ATLANTA, Ga. — Elections officials in Fulton County will spend the next three weeks beefing up security at polling sites to stave off voter intimidation during the Nov. 3 election.
During an Oct. 6 County Commission meeting, Fulton County Chief Operating Officer Anna Roach said the county is collaborating with state and federal elections officials as well as local law enforcement agencies to build a detailed security plan for more than 250 local voting sites.
The measure is an undertaking aimed at allaying recent fears of voter suppression and harassment at the polls on Election Day.
“If anyone has been paying attention to news reports over the last several weeks, there is a heightened sense that public safety may be at risk associated with our upcoming election,” Roach told commissioners. “And while you can’t predict everything, we would like to be as prepared as we possibly can for whatever might come.”
Those fears are largely spurred by national politics with Georgia seen as an increasingly pivotal state in the presidential election.
On top of that, President Donald Trump has for months speculated mail-in ballots will cause widespread voter fraud. He repeated those claims during the Sept. 29 presidential debate, telling poll watchers to keep a watchful eye.
“This is going to be a fraud like you’ve never seen,” he said during the debate.
“I’m urging my supporters to go into the polls and watch very, very carefully, because that’s what has to happen,” Trump added later.
Roach said Fulton County officials are planning for the worst and taking measures to secure and protect government facilities and the IT infrastructure.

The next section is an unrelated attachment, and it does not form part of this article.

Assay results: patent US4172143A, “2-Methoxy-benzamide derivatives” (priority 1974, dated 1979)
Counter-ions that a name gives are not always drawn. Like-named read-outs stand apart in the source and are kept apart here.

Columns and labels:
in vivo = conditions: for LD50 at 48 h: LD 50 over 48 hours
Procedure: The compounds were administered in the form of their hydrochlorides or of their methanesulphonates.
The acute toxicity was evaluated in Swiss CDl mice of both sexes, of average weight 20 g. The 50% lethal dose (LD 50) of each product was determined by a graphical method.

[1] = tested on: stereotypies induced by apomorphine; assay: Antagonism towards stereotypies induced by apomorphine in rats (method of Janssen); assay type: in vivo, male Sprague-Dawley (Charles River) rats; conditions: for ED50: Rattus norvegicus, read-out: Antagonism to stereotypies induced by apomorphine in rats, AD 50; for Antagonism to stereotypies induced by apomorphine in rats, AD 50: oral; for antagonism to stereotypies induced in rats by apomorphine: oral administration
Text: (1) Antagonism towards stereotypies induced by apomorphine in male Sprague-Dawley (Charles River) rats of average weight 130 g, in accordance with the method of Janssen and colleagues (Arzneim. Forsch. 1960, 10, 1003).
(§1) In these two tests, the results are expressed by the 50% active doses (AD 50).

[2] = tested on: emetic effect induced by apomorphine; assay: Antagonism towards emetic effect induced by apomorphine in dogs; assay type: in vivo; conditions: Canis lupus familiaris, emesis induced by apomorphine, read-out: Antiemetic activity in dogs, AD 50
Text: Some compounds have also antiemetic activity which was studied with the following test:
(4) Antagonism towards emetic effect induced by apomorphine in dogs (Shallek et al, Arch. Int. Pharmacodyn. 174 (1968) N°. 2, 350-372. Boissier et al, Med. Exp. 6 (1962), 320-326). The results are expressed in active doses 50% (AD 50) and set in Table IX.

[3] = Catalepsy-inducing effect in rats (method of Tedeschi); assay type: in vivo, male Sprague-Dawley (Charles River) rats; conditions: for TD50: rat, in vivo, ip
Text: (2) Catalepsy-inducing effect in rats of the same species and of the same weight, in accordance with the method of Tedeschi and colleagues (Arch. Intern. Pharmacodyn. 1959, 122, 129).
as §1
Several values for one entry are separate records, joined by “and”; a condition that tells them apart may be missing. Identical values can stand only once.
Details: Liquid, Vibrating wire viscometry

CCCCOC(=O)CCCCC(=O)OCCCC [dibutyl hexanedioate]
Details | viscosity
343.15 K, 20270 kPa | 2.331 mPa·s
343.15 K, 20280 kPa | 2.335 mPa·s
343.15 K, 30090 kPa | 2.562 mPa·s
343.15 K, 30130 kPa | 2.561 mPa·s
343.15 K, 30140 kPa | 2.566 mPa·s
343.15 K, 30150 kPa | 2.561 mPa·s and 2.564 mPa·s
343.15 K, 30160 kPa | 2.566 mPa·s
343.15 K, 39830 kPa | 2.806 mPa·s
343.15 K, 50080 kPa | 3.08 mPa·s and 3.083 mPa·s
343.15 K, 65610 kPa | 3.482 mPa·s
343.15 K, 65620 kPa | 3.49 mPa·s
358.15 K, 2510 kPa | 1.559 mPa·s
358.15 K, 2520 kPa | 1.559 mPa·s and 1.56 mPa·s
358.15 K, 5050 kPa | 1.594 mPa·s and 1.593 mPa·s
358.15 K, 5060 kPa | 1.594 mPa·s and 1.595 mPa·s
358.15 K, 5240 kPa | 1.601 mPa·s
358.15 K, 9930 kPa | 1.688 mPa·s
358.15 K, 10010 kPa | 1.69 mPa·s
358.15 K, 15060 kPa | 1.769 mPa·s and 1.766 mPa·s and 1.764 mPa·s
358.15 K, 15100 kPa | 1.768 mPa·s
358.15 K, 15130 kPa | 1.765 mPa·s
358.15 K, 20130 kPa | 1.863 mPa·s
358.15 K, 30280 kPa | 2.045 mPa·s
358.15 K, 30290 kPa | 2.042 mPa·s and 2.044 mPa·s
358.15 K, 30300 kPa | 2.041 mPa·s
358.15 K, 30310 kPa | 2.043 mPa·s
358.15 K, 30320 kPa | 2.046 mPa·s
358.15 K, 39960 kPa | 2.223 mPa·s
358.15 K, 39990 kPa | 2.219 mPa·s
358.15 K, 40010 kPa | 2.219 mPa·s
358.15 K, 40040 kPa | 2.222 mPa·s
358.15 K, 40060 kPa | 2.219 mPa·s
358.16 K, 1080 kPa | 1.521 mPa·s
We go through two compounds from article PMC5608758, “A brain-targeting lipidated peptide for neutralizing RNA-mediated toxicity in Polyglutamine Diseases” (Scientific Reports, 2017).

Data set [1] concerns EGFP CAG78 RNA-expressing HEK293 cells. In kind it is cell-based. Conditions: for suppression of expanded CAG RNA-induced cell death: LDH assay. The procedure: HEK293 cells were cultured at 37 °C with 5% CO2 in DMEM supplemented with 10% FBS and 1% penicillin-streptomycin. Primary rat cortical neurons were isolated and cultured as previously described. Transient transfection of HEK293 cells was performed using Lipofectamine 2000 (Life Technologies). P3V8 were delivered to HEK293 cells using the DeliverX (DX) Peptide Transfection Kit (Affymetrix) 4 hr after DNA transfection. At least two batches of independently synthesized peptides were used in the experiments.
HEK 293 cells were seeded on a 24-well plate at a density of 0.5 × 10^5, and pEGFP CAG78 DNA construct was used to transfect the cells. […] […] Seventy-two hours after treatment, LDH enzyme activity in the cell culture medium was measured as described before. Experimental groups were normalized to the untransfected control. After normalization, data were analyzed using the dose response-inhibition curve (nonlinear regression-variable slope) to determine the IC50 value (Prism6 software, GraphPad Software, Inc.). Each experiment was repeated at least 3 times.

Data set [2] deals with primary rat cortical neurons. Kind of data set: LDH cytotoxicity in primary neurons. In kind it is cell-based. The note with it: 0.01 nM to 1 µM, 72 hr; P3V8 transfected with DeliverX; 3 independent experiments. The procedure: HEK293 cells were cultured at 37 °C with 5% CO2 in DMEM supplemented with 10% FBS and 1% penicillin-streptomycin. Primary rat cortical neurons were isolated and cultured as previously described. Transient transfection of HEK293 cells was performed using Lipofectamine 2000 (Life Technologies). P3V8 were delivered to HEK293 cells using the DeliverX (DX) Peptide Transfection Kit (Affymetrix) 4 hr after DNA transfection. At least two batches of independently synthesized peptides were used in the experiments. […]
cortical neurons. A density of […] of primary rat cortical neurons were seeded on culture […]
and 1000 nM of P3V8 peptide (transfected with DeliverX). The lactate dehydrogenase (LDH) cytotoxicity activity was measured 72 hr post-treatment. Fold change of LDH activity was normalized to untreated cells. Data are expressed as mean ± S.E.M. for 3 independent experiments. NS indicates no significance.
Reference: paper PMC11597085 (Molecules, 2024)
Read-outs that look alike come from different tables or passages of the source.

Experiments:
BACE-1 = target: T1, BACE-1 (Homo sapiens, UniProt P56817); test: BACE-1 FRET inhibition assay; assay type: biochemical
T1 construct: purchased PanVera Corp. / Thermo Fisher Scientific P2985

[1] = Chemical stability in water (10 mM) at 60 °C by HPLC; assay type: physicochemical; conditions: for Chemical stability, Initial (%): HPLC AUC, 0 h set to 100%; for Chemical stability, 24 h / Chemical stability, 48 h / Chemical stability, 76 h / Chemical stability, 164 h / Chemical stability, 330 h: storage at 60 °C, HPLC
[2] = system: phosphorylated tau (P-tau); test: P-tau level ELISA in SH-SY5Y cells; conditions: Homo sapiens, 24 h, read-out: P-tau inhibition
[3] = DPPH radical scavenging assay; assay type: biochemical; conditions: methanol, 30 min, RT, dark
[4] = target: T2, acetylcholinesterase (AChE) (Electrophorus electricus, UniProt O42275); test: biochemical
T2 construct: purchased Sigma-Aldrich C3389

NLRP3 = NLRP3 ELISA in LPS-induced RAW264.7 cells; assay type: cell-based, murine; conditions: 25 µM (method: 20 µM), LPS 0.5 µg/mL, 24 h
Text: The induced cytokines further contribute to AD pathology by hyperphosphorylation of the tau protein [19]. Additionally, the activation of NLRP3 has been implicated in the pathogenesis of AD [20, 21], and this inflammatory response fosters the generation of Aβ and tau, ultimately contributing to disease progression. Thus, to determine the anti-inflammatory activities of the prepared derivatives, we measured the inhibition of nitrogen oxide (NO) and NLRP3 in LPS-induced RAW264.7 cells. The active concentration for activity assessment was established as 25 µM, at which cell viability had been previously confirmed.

Fulton’s Registration and Elections Board has worked with a contractor to provide security at some polling locations in the past. Roach said they are looking to enhance that to make sure all polling locations are secure.
County leaders began last week with partners from the Atlanta Fulton Emergency Management Agency as well as leaders in all 15 incorporated cities to develop a security plan. Roach said they will continue to meet for the next two weeks.
Meanwhile, the county has launched a new mobile app as part of a campaign urging voters to hit the polls early or vote by absentee ballot.
Fulton’s early voting period began Oct. 12 and continues through Oct. 30 at some 30 locations, eight of them spread around Alpharetta, Johns Creek, Roswell and Milton.
“We will have more early voting locations open than Gwinett, DeKalb and Cobb counties combined so our voters are being enfranchised in a way that none of the other counties are providing to their voters,” Registration & Elections Director Richard Barron said.
About 180,000 absentee ballots have already been mailed out, and the county has 37 absentee ballot drop boxes in place with plans to install one more. Elections officials say they have received 36,000 absentee ballots so far and hope to get at least 160,000 votes submitted that way by election day.
Long lines, hours-long waits at polling places and unaccounted absentee ballots marred Fulton County’s June 9 primary election.
The county had 164 polling sites then but has increased to 255 for Nov. 3. Barron said most of them have been whittled down to less than 5,000 assigned voters for election day and urged voters to check their designated polling sites.
“We have purchased so much equipment, especially like poll pads to check in voters, that we are going to process voters much quicker than we have in any election since I’ve been here,” he said.